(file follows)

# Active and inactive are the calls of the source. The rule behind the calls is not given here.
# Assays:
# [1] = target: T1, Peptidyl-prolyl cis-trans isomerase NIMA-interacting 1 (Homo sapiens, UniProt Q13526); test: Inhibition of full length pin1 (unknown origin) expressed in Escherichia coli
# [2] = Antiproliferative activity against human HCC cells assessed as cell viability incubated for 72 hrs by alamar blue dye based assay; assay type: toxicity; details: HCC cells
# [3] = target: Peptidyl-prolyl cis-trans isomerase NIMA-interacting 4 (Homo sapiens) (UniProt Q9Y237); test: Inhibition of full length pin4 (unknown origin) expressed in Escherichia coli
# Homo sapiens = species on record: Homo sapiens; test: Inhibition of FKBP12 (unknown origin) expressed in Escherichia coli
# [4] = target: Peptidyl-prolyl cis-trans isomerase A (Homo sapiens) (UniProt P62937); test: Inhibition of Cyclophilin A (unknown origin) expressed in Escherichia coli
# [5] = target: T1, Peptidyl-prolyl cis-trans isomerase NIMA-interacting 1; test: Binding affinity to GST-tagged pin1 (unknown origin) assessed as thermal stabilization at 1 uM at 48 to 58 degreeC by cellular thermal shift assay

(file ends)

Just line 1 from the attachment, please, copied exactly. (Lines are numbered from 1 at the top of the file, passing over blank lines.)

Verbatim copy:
# Active and inactive are the calls of the source. The rule behind the calls is not given here.